After weeks of back and forth between Elon Musk and Twitter (NYSE: TWTR), the latter has officially accepted the Tesla CEO’s $44 billion offer to take it private.
Under the terms of the deal, shareholders would receive $54.20 in cash for each share of Twitter stock they own, matching Musk’s original offer and marking a 38% premium on the stock price the day before Musk revealed his 9% stake in the company last month. Twitter will also be taken private as part of the deal.
Twitter released a statement:
“The Twitter Board conducted a thoughtful and comprehensive process to assess Elon’s proposal with a deliberate focus on value, certainty, and financing. The proposed transaction will deliver a substantial cash premium, and we believe it is the best path forward for Twitter’s stockholders.”
But what now?
What happens to my shares when a company goes private?
In most cases of companies being taken private, it is a matter of weeks and not days. Then, once private, a company’s shares can no longer be traded publicly because the company is delisted from the public exchange on which its shares once traded. Until then, investors can continue to invest in a business that is going private.
So, for example, once the Twitter deal is officially closed, Twitter shares will cease to trade on the NYSE and holders will receive $54.20 per share owned.
Pros and Cons of Going Private
- Fewer regulatory requirements as a business.
- No longer answerable to public shareholders, thus freeing up decision-making time.
- More time to focus on growing the business instead of simply pleasing the market.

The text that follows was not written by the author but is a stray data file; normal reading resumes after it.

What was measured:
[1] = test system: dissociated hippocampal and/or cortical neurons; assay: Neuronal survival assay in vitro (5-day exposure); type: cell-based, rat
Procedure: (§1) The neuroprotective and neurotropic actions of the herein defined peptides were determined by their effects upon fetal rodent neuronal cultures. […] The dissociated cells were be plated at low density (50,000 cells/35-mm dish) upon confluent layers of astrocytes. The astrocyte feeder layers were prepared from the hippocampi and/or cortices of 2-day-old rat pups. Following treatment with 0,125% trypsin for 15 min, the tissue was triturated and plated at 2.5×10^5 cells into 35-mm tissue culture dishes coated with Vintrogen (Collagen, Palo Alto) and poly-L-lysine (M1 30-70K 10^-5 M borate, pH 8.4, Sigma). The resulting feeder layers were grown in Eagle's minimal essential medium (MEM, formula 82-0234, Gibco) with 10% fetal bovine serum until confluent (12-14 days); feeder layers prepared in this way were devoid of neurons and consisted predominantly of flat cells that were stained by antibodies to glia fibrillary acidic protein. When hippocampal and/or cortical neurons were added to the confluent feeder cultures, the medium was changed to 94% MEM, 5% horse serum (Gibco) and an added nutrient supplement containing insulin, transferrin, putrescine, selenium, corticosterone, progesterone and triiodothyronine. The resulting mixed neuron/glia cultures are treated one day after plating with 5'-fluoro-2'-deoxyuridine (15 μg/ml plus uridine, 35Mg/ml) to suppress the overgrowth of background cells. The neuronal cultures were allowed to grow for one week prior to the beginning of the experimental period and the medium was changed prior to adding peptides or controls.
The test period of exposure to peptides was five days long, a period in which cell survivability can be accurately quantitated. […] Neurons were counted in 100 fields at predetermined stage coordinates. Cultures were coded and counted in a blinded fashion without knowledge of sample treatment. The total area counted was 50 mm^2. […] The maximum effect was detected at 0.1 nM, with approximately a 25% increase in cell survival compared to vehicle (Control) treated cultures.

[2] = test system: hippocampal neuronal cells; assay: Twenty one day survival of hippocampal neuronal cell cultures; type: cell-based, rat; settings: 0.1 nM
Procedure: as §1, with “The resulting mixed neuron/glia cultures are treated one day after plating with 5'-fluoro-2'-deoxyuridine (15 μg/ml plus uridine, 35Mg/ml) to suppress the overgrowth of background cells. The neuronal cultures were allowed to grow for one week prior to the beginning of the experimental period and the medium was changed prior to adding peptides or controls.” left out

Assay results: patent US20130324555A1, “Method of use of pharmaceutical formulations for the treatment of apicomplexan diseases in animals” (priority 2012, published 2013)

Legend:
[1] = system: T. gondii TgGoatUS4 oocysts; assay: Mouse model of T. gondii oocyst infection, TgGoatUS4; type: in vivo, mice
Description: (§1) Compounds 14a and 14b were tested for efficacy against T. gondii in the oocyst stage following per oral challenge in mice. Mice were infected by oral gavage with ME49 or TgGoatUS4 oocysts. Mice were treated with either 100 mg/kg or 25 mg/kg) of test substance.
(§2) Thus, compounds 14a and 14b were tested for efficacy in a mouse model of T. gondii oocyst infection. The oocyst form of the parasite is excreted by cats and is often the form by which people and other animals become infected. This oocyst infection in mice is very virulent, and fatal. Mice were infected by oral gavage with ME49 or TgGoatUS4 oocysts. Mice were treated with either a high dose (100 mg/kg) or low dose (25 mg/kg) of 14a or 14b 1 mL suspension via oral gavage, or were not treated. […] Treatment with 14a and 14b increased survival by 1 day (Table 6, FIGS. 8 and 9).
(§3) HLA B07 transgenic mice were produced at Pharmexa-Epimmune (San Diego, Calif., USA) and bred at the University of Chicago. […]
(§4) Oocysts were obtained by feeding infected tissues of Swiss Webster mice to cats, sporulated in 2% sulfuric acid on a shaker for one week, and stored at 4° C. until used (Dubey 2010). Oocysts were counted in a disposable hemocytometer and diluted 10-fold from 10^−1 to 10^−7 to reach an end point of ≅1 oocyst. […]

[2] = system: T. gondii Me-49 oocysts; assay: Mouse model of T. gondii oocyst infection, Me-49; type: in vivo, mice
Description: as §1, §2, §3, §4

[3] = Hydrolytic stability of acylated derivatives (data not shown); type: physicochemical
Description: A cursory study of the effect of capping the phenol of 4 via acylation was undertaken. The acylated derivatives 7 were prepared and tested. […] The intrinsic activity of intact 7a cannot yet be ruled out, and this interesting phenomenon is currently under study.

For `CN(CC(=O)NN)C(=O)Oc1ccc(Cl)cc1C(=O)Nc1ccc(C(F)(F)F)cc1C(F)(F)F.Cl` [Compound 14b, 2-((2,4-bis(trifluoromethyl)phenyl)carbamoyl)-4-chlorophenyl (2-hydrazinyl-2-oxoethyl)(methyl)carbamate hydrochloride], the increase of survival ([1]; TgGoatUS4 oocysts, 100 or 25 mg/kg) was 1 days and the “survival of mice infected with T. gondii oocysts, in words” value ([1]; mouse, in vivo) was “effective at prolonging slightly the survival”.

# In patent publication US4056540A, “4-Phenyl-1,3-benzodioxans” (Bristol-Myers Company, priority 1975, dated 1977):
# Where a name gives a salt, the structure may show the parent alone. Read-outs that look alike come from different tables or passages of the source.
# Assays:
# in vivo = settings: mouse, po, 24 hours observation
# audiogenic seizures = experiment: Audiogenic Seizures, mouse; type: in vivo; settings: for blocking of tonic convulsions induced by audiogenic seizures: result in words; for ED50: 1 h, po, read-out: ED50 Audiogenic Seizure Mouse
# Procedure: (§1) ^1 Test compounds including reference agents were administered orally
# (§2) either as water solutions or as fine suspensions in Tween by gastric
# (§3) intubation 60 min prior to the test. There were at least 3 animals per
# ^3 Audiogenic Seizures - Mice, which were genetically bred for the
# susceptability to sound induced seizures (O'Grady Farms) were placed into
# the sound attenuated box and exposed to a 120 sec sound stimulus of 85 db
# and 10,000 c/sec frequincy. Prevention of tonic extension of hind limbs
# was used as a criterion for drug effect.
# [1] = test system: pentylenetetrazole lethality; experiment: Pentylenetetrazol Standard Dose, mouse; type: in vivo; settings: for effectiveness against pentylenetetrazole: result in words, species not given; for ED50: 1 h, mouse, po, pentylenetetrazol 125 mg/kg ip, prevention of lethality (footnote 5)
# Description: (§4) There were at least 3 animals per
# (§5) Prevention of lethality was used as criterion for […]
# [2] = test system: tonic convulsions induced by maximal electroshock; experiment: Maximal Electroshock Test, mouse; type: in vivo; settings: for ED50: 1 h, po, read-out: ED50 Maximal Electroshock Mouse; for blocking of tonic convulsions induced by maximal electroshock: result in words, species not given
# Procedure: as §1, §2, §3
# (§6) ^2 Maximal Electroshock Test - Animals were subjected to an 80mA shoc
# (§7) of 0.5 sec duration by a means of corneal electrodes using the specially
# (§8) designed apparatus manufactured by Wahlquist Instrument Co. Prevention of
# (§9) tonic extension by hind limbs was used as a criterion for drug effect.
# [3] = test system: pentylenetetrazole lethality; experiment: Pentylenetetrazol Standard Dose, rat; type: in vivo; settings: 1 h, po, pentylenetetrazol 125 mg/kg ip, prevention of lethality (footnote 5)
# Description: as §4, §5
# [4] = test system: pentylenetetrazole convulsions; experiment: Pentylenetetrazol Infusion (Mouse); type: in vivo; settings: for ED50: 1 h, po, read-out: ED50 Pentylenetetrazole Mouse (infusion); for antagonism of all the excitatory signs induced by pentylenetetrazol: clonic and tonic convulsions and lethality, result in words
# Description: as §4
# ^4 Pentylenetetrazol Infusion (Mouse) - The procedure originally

- No more quarterly reports.
- It can be more difficult to raise capital, thus limiting funds for research and growth, etc.
- Private shareholders hold more power, thus making it more difficult to manage disgruntled investors.
- Selling shares in the company is much more difficult if private shareholders are looking for an exit.
The Bottom Line
When a company goes private, shares are often purchased at a premium and the company is delisted from public stock exchanges. Shareholders give up ownership in the company in exchange for that premium price for each share that they own, but can no longer buy shares in the company through a broker.
In short, while it can be disappointing to see investments go private, retail investors like us really have little to no control over buyouts like this. With that in mind, all we can do is take it on the chin and either cash out or reinvest funds elsewhere.
Content Manager at MyWallSt
Jamie is the Content Editor here at MyWallSt. His favorite stock is Apple, which is also the first stock he ever bought. Jamie is not only a big fan of its products, but he believes that the tech giant has a whole lot more to give the world, and hasn't even scraped the surface of its potential.